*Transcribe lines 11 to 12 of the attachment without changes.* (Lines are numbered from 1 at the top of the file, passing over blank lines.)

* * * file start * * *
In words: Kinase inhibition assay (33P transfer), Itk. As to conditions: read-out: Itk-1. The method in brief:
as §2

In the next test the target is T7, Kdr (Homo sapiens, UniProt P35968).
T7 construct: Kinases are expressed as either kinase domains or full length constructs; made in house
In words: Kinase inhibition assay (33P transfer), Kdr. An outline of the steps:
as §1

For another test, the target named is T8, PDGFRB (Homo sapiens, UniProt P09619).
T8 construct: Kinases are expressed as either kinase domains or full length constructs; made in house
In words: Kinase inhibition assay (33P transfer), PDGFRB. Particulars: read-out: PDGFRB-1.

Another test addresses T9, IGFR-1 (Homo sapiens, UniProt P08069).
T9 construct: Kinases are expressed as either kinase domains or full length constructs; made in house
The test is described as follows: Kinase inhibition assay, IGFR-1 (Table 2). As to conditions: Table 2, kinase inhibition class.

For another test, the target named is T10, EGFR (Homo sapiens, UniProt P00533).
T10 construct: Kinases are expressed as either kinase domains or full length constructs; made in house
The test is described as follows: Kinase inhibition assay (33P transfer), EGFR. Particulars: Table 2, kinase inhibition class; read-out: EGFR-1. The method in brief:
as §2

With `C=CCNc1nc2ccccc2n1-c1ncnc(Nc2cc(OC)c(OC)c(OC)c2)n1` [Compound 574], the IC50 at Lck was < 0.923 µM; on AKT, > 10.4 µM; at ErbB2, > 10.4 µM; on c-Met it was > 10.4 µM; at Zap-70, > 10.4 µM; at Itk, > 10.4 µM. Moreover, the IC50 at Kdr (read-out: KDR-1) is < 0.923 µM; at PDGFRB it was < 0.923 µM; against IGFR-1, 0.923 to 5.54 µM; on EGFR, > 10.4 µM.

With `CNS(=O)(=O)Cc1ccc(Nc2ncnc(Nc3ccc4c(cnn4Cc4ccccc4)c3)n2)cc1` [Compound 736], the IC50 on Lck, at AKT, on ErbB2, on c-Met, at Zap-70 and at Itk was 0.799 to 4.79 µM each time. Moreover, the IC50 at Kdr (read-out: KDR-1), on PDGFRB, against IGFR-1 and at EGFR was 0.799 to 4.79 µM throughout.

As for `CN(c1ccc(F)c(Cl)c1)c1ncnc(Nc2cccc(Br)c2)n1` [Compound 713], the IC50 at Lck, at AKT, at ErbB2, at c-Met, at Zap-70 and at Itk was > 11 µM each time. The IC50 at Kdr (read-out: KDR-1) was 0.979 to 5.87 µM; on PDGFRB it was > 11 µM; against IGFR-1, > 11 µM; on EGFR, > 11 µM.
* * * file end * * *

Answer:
T9 construct: Kinases are expressed as either kinase domains or full length constructs; made in house
The test is described as follows: Kinase inhibition assay, IGFR-1 (Table 2). As to conditions: Table 2, kinase inhibition class.